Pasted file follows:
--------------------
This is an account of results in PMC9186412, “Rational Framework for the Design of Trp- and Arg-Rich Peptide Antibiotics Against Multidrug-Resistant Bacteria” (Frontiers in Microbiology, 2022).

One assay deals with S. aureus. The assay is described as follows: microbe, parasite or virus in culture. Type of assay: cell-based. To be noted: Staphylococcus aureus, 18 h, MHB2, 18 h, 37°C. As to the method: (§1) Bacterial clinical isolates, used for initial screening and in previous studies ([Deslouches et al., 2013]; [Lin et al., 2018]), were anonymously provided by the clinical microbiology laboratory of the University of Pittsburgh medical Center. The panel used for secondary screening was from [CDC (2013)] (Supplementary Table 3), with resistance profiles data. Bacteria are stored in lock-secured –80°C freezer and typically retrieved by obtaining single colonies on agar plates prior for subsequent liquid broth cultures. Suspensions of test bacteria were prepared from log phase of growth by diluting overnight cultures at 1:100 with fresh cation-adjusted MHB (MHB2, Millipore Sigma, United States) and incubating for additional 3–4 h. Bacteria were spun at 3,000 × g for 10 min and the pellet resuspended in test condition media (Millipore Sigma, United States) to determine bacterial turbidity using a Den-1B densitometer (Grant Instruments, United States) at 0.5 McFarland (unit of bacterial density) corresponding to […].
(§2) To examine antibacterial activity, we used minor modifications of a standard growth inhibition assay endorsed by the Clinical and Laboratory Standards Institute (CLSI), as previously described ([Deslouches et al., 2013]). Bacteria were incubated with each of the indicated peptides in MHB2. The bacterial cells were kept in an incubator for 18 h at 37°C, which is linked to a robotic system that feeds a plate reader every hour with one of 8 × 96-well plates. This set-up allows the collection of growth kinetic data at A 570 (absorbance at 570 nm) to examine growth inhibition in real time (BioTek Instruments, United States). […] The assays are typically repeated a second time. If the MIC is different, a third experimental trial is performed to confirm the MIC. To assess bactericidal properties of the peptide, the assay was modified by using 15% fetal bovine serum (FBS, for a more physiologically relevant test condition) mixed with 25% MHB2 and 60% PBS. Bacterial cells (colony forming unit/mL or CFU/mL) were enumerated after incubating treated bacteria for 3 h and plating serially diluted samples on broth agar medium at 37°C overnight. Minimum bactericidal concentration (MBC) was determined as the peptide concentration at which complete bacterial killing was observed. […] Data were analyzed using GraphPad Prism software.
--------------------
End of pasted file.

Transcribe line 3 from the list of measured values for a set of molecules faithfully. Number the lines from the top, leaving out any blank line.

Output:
(§2) To examine antibacterial activity, we used minor modifications of a standard growth inhibition assay endorsed by the Clinical and Laboratory Standards Institute (CLSI), as previously described ([Deslouches et al., 2013]). Bacteria were incubated with each of the indicated peptides in MHB2. The bacterial cells were kept in an incubator for 18 h at 37°C, which is linked to a robotic system that feeds a plate reader every hour with one of 8 × 96-well plates. This set-up allows the collection of growth kinetic data at A 570 (absorbance at 570 nm) to examine growth inhibition in real time (BioTek Instruments, United States). […] The assays are typically repeated a second time. If the MIC is different, a third experimental trial is performed to confirm the MIC. To assess bactericidal properties of the peptide, the assay was modified by using 15% fetal bovine serum (FBS, for a more physiologically relevant test condition) mixed with 25% MHB2 and 60% PBS. Bacterial cells (colony forming unit/mL or CFU/mL) were enumerated after incubating treated bacteria for 3 h and plating serially diluted samples on broth agar medium at 37°C overnight. Minimum bactericidal concentration (MBC) was determined as the peptide concentration at which complete bacterial killing was observed. […] Data were analyzed using GraphPad Prism software.